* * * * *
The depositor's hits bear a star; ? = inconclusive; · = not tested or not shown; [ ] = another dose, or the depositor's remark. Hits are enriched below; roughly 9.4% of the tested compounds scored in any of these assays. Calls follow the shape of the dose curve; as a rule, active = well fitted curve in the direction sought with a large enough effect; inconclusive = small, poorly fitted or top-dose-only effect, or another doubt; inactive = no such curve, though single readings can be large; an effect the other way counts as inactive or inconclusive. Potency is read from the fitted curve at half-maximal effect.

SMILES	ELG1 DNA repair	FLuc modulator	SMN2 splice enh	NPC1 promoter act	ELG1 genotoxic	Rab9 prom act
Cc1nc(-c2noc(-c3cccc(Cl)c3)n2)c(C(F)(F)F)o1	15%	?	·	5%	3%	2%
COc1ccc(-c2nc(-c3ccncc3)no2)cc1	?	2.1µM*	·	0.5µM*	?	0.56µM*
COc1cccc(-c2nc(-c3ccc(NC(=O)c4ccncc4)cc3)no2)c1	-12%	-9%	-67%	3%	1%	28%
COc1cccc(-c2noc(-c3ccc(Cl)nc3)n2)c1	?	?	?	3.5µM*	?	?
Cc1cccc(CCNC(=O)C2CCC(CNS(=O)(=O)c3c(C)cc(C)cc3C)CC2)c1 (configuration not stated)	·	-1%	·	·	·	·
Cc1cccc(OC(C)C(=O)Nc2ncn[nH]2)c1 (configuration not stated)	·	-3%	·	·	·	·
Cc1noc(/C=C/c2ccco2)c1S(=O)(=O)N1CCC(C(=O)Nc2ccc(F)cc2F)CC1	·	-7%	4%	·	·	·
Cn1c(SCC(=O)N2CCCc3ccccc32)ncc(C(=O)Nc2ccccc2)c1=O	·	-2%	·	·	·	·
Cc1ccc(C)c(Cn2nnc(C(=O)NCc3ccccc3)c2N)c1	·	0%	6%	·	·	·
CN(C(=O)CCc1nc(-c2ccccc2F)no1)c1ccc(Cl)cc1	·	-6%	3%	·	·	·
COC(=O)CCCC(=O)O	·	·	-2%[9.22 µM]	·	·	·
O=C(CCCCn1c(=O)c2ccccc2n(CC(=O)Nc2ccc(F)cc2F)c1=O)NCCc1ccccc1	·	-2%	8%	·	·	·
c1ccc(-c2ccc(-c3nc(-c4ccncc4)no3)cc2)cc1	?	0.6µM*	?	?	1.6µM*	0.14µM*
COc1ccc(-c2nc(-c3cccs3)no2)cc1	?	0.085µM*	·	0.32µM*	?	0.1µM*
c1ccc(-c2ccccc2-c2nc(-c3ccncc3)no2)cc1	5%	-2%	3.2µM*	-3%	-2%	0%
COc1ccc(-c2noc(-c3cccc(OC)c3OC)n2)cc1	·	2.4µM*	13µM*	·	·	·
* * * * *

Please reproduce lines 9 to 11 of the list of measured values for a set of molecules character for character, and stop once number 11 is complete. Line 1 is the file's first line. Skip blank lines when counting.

Cc1noc(/C=C/c2ccco2)c1S(=O)(=O)N1CCC(C(=O)Nc2ccc(F)cc2F)CC1	·	-7%	4%	·	·	·
Cn1c(SCC(=O)N2CCCc3ccccc32)ncc(C(=O)Nc2ccccc2)c1=O	·	-2%	·	·	·	·
Cc1ccc(C)c(Cn2nnc(C(=O)NCc3ccccc3)c2N)c1	·	0%	6%	·	·	·